Addicts Rise Up!

I’m here to tell you that within all my years of recovery I’ve never felt like I was treated “less than” for being a recovering addict. My personal approach is to be upfront and honest in almost every situation. That includes first dates, job interviews and any other situation where I think people may look at me differently if they found out on their own. For me, this has always worked out in my favor. The only thing that I’ve had held against me related to my past lifestyle is my criminal record, and that happens quite frequently however I’ll save that for another discussion.

Society is much more open about addiction than they were a couple decades ago. When I was getting high in the nineties, Heroin was taboo. Many people had no idea what it even was. Sure, they had heard about it in old rock songs or movies, but most people thought it never existed outside of Southern California. Nowadays, unfortunately the stigma is almost completely erased because almost everyone is related to someone who suffers from addiction.

Being a recovering addict has actually given me more of a benefit in social situations than a handicap. It gives me something to speak proudly of, and is usually received with praise and compliments. This often makes me uncomfortable. On one hand I feel as though I beat the odds, but on the other I feel as if no one should get praise for spilling their life, making a huge mess, and then doing their duty of cleaning it up. It’s what we are supposed to do. It’s what we must do for our own happiness.

People, nowadays, are aware that recovering addicts are strong, courageous, intelligent people and live by a high set of moral principles (for the most part). That is the benefit that we receive. Don’t expect these benefits automatically when you are just thirty days clean. It takes awhile to earn everyone’s trust back. Change doesn’t happen overnight. You’ve spent years tearing a part relationships, lying to people and taking from society. So don’t expect society to suddenly be so forgiving, it will come in due time.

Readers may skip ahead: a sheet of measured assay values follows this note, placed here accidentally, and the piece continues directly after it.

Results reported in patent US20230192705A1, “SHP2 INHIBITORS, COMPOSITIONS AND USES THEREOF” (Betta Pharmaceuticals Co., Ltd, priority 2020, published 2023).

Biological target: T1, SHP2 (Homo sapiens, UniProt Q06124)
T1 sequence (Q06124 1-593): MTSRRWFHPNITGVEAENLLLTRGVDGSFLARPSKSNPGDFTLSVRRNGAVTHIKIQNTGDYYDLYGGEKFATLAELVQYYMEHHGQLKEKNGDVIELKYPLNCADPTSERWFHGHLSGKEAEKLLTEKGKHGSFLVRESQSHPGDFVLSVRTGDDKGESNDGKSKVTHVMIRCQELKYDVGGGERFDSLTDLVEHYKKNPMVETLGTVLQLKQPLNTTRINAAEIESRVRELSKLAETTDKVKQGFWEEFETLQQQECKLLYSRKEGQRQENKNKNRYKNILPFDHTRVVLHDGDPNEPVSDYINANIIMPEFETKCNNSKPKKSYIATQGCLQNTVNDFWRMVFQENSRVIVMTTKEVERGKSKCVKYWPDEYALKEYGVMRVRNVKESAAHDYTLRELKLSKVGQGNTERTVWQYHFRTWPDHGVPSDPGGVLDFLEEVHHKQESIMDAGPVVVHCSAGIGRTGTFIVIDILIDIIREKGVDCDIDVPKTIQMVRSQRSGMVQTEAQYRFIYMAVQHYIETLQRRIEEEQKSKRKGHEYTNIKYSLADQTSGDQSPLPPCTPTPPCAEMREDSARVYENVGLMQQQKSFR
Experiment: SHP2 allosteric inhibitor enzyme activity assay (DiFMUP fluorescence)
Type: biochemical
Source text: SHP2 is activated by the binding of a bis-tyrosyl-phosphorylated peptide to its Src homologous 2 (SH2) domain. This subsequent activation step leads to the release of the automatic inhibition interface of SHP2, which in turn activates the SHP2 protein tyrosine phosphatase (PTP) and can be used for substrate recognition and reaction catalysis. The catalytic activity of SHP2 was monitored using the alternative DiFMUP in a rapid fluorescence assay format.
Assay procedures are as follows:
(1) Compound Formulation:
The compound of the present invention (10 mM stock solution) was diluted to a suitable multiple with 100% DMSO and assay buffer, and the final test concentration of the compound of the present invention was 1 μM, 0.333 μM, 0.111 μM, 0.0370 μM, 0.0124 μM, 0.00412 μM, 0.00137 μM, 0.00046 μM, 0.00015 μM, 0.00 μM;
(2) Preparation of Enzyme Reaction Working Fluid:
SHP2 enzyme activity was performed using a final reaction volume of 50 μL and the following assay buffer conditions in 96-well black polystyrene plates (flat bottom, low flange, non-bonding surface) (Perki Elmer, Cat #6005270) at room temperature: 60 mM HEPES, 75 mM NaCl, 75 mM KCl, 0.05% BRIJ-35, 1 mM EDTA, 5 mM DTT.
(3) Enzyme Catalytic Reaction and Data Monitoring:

I say that to say this. You are not a victim. As a recovering addict you have no excuse. Try being honest, open and transparent with people. Sure people may have their reasons to judge you. Maybe it’s the way you dress, your purple hair, your piercings and tattoos or the fact that you talk like you’re from the streets, but very few will judge you because you’re a recovering addict.

Hiding behind victimhood and using it as an excuse for your lack of progress and accomplishments is a sure sign of those who fail at staying in recovery. Successful people in any sector do not make themselves victims. It is a shift in perception, a new mentality that makes all the difference in who succeeds and who doesn’t.

Assuming that people treat you a certain way because you’re white, black, gay, atheist, Christian, a recovering addict or whatever else is a mentality that becomes like a disease inside the brain that will slowly take you towards failure everytime. Successful people are NOT victims.

Embrace your past, stand strong in it, be honest with those that matter, they will appreciate you for it and for the most part, work with you. It feels liberating to embrace your past and be transparent about it, and if they don’t accept you now, working on the best version of yourself…..then that’s their problem, and they’re missing out on a miracle. 😁💪🏼

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